With so much on offer, it is hard to imagine even the fussiest of eaters not finding something they like here
If you were to ask most people what their favourite Indian food is, you could expect them to reel off a list of their favourite curries. Even the those with the least adventurous taste buds will realistically enjoy a korma! The same goes for their favourite Chinese food, Italian food, even their favourite Mexican. But, I will bet you now that most people would be stumped when asked for their favourite Lebanese food, myself included, which is why I took the trip down to Comptoir Libanais. Located in the heart of Spinningfields, Comptoir Libanais specialises in Lebanese and Middle Eastern food, with a menu comprising some more familiar dishes such as hummus and tabbouleh along with some less familiar dishes such as kibbeh and lahme man’ousha.
If you are someone who likes to go to a restaurant, order their own food and eat only their own food, then this is not the place for you. The whole essence of Lebanese cooking is about grabbing a little bit of this and that and sharing, creating an immersive experience for the whole family to enjoy. Grab a pitta bread and try the hummus. Try some tabbouleh with the baba ghanuj. Try mixing the batata harra with the moudardara and the shish taouk – That’s small cubes of fried potatoes in a spicy tomato sauce mixed with grilled chicken and lentil salad to you and me.
With so much on offer, it is hard to imagine even the fussiest of eaters not finding something they like here. The cold mezze plate arrived first, with a rich, thick hummus, smoky baba ghanuj, fresh and zingy tabbouleh, lentil salad and pitta bread. It has to be said the hummus was thicker and stronger than most people will be used to, but after the shock of the first taste it goes down a treat. The strong citrus flavour from the tabbouleh cuts perfectly through the richness of the dips and the pitta bread provides the perfect plate on which to pile mouthful after mouthful. Quickly after the arrival of the cold mezze came the mixed grill. Containing a lamb kofta, chicken kofta, and shish taouk (grilled chicken pieces) this provided the perfect way to sample the best of the grilled meats that Comptoir Libanais has to offer. All served with vermicelli rice, the shish taouk stands out as the pick of the bunch. Succulent chicken pieces that require very little flavour other than the method of cooking, grilled over a charcoal fire, this is an excellent dish I would happily recommend to anyone. The lamb kofta was soft and flavoured just enough with cumin and mint so as to stand up against the flavours of the dips with which it went so well with. The only disappointment in the mixed grill was the chicken kofta, somewhat limp and lifeless it did not do justice to either the grill on which it was cooked or the collection of mezze ingredients around it on the table.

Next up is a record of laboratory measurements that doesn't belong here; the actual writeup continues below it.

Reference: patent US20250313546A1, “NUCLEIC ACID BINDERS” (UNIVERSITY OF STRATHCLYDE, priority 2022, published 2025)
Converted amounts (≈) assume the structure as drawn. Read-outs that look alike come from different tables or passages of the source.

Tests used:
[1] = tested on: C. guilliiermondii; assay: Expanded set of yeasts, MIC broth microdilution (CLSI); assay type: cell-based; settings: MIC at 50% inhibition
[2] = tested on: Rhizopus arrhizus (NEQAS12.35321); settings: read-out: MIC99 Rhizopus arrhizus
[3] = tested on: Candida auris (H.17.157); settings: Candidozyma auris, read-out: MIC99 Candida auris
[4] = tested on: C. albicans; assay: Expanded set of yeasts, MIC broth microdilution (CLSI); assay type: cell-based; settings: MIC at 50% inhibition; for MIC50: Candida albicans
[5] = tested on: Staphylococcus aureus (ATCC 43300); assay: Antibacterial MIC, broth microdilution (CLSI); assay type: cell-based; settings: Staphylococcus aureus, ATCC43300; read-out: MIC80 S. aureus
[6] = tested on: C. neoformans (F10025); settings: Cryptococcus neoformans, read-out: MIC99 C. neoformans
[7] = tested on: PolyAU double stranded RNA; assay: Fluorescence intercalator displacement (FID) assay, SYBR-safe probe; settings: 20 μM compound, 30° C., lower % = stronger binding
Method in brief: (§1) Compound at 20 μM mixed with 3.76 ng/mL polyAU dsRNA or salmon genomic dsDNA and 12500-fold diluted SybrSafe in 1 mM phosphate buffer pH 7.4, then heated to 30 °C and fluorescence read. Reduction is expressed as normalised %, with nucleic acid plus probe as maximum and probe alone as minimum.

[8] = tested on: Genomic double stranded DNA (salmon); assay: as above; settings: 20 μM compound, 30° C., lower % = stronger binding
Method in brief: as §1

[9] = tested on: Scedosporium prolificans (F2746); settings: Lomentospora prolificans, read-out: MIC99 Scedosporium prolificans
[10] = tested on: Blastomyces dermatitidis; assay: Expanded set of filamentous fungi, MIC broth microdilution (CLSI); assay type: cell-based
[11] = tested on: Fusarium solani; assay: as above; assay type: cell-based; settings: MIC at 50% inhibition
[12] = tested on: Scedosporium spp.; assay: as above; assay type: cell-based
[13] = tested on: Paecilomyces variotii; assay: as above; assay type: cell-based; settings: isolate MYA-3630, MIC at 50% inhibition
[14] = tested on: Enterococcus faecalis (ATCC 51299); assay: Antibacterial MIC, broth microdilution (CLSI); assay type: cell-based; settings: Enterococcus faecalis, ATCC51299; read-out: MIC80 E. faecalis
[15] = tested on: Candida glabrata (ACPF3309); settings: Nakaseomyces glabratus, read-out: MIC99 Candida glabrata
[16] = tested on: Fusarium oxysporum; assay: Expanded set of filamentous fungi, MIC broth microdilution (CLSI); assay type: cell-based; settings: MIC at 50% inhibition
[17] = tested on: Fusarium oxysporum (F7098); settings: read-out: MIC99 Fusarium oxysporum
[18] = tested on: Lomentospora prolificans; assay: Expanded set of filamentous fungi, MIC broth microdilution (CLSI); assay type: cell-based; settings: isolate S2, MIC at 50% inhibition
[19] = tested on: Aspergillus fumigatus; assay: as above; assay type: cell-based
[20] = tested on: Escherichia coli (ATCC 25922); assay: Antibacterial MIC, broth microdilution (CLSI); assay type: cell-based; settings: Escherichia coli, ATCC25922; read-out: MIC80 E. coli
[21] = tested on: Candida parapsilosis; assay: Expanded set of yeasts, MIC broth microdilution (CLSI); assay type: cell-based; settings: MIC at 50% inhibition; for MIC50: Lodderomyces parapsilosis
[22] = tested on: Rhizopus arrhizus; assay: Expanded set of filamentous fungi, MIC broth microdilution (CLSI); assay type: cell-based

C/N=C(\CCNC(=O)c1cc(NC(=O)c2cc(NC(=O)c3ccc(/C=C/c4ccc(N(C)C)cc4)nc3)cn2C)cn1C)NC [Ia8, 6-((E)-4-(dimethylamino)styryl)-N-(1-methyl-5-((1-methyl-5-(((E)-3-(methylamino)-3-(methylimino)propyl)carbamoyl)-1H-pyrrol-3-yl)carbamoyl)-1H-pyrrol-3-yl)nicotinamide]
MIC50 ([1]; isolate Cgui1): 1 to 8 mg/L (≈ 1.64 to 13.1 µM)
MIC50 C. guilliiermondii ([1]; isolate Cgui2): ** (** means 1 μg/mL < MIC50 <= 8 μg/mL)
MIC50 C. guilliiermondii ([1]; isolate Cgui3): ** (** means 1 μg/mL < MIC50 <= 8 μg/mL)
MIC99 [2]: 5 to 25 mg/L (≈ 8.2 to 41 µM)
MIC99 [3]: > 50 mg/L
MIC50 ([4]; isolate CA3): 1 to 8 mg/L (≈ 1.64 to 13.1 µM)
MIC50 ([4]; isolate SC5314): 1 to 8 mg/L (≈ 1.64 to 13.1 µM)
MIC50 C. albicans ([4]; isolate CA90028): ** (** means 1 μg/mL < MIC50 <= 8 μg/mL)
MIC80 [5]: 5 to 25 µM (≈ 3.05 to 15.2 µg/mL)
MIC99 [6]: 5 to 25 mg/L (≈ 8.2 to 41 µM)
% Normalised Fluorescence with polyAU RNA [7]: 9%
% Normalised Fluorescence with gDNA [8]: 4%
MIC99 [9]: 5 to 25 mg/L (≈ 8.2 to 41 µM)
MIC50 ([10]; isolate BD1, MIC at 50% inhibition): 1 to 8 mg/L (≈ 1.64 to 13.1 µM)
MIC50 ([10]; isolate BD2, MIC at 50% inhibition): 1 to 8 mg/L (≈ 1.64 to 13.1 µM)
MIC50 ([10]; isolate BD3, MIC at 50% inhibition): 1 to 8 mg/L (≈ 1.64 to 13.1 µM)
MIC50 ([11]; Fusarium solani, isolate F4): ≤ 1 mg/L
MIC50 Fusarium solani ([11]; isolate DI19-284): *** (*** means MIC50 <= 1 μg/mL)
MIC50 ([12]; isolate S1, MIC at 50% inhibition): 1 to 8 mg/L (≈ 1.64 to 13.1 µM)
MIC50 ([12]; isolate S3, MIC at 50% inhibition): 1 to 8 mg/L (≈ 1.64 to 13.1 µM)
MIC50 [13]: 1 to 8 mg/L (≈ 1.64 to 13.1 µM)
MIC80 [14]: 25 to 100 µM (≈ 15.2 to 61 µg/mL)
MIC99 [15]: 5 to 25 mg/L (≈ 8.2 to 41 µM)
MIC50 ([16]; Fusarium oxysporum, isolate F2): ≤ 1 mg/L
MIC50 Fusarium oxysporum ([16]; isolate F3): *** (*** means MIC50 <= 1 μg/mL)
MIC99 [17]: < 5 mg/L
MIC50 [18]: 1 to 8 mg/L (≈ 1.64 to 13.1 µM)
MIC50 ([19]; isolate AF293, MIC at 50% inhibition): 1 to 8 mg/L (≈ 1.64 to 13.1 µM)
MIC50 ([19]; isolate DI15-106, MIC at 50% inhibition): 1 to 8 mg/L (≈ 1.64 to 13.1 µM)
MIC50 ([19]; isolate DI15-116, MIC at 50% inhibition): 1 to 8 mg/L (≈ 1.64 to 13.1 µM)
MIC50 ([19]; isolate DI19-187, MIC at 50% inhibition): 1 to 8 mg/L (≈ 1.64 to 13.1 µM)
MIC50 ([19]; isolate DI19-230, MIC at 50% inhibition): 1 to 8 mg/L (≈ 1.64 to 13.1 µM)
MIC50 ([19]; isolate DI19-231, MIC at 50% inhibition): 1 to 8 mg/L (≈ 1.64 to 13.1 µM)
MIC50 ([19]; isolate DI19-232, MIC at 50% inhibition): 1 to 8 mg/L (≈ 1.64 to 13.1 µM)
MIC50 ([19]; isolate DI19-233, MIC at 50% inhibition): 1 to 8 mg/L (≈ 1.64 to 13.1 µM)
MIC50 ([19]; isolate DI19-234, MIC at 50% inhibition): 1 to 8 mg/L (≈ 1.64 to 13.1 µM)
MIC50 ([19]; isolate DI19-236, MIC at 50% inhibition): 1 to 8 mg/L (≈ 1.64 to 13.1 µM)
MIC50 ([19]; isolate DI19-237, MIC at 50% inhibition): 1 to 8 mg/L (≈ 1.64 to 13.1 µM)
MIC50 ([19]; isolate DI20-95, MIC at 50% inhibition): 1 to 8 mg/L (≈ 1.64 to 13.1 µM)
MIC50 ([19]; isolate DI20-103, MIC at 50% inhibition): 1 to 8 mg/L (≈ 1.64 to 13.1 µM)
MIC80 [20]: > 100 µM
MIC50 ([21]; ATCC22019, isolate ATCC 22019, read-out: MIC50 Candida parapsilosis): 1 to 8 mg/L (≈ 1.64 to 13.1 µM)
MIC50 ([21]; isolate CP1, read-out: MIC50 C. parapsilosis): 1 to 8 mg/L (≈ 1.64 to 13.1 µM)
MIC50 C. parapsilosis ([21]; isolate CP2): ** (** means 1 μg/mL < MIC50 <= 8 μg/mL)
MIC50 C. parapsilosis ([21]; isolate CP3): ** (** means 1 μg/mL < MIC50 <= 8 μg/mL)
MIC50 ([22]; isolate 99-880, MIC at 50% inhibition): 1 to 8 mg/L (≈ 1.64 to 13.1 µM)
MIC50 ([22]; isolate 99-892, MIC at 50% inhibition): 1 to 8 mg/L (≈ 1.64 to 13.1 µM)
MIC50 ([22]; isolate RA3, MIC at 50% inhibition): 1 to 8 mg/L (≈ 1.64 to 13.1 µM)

To complete our table we ordered batata harra, cubes of fried potato in a tomato sauce (think of a sort of Lebanese patatas bravas), lahme man’ousha, a flatbread topped with lamb mince fried onion and fresh herbs, kibbeh, small balls of deep fried bulgur wheat and lamb mince and finally a small salad. The batata harra were lacking the touch of spice and a couple of minutes extra frying which would have elevated them from pleasant to excellent, but they added some much-needed texture to the meal as a whole. The flatbread was a somewhat acquired taste. That is not to say it was unpleasant but let’s just say there was more flatbread left than anything else when the waitress cleared the plates…
Overall, with its modern street food-inspired décor, friendly service and convivial approach to food, this is a restaurant I would highly recommend. Each individual item of food was enjoyable, but the meal came into its own when eaten as a whole. The various elements all worked together extremely well and when all washed down with a bottle of Almaza, a thoroughly enjoyable Lebanese lager, made for a delicious and enjoyable meal.